Right guys here we go.
To set the background for this trip. I bid in the BASC auction each year, higher bids for closer favoured lots and lower bids for more distant less favoured lots. Never more than 4 or 5 bids cos I couldnt afford to win more than one or two. Last year I shot foxes with Robert Bucknell, 9 in one night, so I am more than happy with the standard of the lots offered. (not ever spending more than a couple of hundred quid). This years lot was for 2 rifles to go fallow hind stalking in Scotland, about 4 hours from home.
My partner for the event was my foxing oppo Jonathan. He has been a bit low on confidence since getting his DSC1 as he hasnt been able to lay eyes on a deer since. He had never stalked onto a fallow either. (we have culled a few park deer)
We set off at 2.30 on weds and called in at a bit of my ground near Carlisle on the way. Jonathans luck did not change and he bumped a roe doe and twins and did not get offered a shot. We pressed on and got to the hotel for 9ish.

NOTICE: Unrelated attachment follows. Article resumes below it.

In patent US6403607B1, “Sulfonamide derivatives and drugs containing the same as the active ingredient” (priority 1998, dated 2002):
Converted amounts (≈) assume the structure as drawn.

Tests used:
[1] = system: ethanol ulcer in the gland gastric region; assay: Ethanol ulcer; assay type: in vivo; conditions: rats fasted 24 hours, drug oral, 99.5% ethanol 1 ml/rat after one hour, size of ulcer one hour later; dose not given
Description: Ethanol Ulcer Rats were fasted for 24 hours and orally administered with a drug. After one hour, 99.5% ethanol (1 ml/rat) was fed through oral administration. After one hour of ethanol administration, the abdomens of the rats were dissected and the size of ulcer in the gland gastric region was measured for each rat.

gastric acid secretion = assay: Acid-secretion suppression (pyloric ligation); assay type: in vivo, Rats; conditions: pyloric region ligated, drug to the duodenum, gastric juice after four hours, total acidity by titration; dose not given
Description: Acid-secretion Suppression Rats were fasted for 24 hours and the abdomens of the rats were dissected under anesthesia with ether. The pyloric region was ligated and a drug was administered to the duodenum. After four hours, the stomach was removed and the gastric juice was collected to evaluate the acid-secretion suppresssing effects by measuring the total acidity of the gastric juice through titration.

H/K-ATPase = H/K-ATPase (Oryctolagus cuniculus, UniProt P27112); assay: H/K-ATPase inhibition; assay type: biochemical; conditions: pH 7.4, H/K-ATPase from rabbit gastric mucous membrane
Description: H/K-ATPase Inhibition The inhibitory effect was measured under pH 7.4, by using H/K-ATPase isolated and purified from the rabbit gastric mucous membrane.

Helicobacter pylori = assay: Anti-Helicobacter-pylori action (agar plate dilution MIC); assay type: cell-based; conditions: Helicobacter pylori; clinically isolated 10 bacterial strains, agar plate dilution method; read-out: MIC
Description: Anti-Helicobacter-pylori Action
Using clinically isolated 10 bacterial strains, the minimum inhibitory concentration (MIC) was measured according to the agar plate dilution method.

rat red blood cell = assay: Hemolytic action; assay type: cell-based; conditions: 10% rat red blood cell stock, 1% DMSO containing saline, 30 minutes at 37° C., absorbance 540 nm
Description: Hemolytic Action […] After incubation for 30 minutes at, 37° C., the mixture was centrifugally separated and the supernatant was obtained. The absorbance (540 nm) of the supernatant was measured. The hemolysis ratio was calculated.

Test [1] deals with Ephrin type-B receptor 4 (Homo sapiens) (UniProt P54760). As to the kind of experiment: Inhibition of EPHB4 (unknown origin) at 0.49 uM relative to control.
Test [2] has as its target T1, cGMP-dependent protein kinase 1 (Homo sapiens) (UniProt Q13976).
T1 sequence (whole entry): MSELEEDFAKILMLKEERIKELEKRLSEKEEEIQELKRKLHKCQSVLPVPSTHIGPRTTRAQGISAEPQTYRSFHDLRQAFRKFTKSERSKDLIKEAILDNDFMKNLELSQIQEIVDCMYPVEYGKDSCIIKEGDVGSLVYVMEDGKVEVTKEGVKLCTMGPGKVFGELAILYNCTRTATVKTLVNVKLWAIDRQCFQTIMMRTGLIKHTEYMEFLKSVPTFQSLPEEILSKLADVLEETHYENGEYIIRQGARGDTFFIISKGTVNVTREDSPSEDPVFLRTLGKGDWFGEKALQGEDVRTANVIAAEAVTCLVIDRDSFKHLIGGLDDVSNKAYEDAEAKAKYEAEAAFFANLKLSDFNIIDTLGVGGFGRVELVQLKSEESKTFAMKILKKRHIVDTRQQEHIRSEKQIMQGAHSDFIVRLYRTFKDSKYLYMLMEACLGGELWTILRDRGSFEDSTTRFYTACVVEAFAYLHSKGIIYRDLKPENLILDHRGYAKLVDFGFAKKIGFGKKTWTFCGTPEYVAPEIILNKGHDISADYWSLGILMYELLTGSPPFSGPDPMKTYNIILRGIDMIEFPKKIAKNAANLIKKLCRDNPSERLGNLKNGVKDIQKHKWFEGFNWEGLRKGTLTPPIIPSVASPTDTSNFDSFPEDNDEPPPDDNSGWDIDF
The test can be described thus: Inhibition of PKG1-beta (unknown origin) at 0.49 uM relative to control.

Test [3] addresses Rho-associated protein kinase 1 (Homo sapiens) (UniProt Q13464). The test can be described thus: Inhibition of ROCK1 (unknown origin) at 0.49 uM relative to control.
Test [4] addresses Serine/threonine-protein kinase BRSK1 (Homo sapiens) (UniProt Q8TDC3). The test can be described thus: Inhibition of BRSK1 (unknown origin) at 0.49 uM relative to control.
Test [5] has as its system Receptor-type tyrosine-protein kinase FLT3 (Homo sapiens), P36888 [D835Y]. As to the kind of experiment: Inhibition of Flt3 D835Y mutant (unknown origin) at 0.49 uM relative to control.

A short drive in the morning saw us at some estate buildings at 6.30am not knowing what to expect. We were met by the head keeper and then introduced to 2 beat keepers who we were to stalk with in the morning. It was cold but very still and clear. The lack of wind was definately concerning our guides as it was swirling instead of holding a steady tack. We shook hands, paired up and then saddled up. Our guys were also carrying rifles and it was made clear that although we were always to shoot first we were to cull and therefore they may also be taking animals if the opportunity arose. (it later came to light that they have also had a very mixed calibre of stalker in the past so they half expected to have to mop up too) The estate concentrates on pheasants and partridge at this time of year so if they were going to have to neglect that side for a day they were determined to maximise the cull opportunity.